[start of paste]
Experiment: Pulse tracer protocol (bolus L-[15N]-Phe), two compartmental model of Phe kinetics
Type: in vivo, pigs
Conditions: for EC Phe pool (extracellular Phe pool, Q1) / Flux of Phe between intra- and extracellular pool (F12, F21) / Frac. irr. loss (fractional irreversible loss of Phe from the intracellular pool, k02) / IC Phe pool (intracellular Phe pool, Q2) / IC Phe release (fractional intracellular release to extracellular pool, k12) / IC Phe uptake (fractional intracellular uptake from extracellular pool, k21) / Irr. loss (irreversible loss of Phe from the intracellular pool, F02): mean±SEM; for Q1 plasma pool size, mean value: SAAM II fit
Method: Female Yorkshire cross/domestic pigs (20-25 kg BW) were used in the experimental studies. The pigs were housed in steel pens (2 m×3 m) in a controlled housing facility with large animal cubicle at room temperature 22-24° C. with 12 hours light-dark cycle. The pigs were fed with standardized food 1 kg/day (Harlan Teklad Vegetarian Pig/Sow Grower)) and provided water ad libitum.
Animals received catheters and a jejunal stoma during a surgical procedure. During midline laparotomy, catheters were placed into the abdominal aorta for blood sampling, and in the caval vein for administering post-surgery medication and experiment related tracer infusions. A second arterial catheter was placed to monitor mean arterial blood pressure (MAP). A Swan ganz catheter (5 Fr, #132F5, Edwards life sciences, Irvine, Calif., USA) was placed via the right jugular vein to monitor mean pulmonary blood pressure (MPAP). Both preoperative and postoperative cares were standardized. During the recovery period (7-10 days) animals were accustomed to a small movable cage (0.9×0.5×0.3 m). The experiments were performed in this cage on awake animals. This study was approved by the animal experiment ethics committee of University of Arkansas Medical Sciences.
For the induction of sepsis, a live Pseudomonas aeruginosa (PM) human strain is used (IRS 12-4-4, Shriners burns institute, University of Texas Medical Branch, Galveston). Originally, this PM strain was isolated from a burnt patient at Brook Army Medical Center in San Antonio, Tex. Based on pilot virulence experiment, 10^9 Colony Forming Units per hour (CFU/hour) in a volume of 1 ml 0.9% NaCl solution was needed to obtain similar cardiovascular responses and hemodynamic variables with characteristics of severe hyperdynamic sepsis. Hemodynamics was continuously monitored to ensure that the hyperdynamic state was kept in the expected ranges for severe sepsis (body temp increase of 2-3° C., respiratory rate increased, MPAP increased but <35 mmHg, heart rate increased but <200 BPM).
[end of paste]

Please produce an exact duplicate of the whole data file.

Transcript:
Experiment: Pulse tracer protocol (bolus L-[15N]-Phe), two compartmental model of Phe kinetics
Type: in vivo, pigs
Conditions: for EC Phe pool (extracellular Phe pool, Q1) / Flux of Phe between intra- and extracellular pool (F12, F21) / Frac. irr. loss (fractional irreversible loss of Phe from the intracellular pool, k02) / IC Phe pool (intracellular Phe pool, Q2) / IC Phe release (fractional intracellular release to extracellular pool, k12) / IC Phe uptake (fractional intracellular uptake from extracellular pool, k21) / Irr. loss (irreversible loss of Phe from the intracellular pool, F02): mean±SEM; for Q1 plasma pool size, mean value: SAAM II fit
Method: Female Yorkshire cross/domestic pigs (20-25 kg BW) were used in the experimental studies. The pigs were housed in steel pens (2 m×3 m) in a controlled housing facility with large animal cubicle at room temperature 22-24° C. with 12 hours light-dark cycle. The pigs were fed with standardized food 1 kg/day (Harlan Teklad Vegetarian Pig/Sow Grower)) and provided water ad libitum.
Animals received catheters and a jejunal stoma during a surgical procedure. During midline laparotomy, catheters were placed into the abdominal aorta for blood sampling, and in the caval vein for administering post-surgery medication and experiment related tracer infusions. A second arterial catheter was placed to monitor mean arterial blood pressure (MAP). A Swan ganz catheter (5 Fr, #132F5, Edwards life sciences, Irvine, Calif., USA) was placed via the right jugular vein to monitor mean pulmonary blood pressure (MPAP). Both preoperative and postoperative cares were standardized. During the recovery period (7-10 days) animals were accustomed to a small movable cage (0.9×0.5×0.3 m). The experiments were performed in this cage on awake animals. This study was approved by the animal experiment ethics committee of University of Arkansas Medical Sciences.
For the induction of sepsis, a live Pseudomonas aeruginosa (PM) human strain is used (IRS 12-4-4, Shriners burns institute, University of Texas Medical Branch, Galveston). Originally, this PM strain was isolated from a burnt patient at Brook Army Medical Center in San Antonio, Tex. Based on pilot virulence experiment, 10^9 Colony Forming Units per hour (CFU/hour) in a volume of 1 ml 0.9% NaCl solution was needed to obtain similar cardiovascular responses and hemodynamic variables with characteristics of severe hyperdynamic sepsis. Hemodynamics was continuously monitored to ensure that the hyperdynamic state was kept in the expected ranges for severe sepsis (body temp increase of 2-3° C., respiratory rate increased, MPAP increased but <35 mmHg, heart rate increased but <200 BPM).